Book review: Dewey: The Small-Town Library Cat Who Touched the World

Dewey: The Small-Town Library Cat Who Touched the World
By Vicki Myron with Bret Witter
Grand Central Publishing

Review by Kathryn L. Ramage

As a Master of Library Science and cat lover, I’m astonished that I never heard the story of Dewey before. The cat who lived at the public library in Spencer Iowa for eighteen years and acted as the library’s mascot, official greeter, and spokes-kitty seems to have well-known worldwide in his day; he was featured in a number of magazine articles, and even in two documentaries. (Also, the author turns out to have taken her degree from my own library-school alma mater, Emporia State University, just a few years before I was there.)

Dewey was abandoned as a tiny kitten, dropped into the Spencer library’s book return box on a freezing winter night. He was rescued by the library staff the next morning and adopted by them, especially by the library’s director, Vicki Myron. Vicki’s telling of his story here contains the sort of stories cat-lovers adore hearing: about Dewey’s relentless addiction to rubber bands, his fondness for climbing up the shelves (and even up into the ceiling light fixtures), his finickiness over food, and his manner of sleeping sprawled in the middle of the public reading rooms. There’s a worrying story near the middle of the book in which Dewey gets out of the library and is missing for several days. And the ending made me cry.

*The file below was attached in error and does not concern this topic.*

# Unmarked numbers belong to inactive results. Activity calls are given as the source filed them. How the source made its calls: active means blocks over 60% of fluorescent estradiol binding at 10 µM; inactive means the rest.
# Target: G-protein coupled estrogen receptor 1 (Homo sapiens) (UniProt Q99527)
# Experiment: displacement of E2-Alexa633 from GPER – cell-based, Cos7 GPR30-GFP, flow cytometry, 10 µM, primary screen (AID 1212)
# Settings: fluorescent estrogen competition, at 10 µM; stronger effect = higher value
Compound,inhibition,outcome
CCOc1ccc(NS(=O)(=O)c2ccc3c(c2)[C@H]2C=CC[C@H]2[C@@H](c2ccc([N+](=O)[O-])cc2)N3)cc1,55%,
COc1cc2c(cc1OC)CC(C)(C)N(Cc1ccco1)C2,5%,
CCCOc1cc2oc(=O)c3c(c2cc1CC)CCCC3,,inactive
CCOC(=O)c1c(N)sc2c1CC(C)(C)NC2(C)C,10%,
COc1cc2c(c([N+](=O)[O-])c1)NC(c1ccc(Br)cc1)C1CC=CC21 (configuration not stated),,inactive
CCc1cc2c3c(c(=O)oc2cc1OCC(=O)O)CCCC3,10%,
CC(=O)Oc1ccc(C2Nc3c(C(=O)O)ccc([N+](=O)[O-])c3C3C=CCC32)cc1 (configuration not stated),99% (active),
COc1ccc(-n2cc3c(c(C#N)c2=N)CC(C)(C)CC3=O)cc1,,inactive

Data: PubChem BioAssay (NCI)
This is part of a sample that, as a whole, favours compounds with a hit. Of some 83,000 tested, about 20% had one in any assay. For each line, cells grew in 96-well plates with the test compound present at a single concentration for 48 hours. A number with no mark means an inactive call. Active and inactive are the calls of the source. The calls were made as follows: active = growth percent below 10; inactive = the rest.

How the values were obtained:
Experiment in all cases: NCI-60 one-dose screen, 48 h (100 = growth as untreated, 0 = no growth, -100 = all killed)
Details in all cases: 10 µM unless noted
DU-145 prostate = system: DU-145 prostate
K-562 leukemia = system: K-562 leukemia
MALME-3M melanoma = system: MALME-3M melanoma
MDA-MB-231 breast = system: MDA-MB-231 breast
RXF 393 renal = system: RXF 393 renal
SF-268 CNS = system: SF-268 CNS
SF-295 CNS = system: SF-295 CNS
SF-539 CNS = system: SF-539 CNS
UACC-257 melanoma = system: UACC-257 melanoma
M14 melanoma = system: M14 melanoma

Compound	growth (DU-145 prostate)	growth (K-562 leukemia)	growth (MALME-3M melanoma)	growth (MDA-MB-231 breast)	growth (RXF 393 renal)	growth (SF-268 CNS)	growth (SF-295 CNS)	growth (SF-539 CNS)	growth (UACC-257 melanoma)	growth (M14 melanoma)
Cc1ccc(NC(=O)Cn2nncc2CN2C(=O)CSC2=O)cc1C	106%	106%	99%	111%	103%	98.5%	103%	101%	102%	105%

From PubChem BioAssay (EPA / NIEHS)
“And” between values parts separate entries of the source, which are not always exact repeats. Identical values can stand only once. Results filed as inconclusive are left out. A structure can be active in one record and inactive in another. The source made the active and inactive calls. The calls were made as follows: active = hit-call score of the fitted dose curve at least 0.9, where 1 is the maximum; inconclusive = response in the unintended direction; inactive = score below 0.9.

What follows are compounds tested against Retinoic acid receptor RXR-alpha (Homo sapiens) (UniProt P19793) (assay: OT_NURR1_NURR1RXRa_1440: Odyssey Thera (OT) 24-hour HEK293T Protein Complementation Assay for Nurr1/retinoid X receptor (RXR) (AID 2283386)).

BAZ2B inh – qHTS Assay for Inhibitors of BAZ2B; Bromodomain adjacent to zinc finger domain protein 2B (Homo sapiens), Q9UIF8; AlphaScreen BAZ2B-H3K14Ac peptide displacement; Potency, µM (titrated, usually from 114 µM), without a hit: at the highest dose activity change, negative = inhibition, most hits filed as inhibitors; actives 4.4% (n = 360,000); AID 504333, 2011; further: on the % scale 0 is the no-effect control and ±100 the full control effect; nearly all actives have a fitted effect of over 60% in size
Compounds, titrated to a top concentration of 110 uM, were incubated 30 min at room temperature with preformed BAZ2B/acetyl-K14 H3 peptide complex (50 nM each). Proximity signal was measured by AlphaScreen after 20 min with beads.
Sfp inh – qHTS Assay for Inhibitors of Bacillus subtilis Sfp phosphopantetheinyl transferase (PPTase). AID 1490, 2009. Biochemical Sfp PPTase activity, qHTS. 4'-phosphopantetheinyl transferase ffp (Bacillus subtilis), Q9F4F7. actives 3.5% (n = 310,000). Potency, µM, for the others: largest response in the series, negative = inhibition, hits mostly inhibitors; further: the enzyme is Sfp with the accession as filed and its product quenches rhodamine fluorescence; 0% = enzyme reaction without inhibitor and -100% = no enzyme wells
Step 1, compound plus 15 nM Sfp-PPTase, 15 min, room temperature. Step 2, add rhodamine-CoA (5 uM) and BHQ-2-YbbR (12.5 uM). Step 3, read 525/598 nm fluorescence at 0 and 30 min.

But there’s more, too. This isn’t only Dewey’s story, but Vicki’s, and the story of the library itself. As library director, Ms. Myron used the best Emporia-taught ideals of making a library more than a warehouse for books, but a part of the community and a source of information for the community’s needs. The library had a role in seeing Spencer through its financial hardships during the 1980s when all small rural towns and farms were suffering, and Dewey played his part in this by providing publicity for the library and bringing people to it.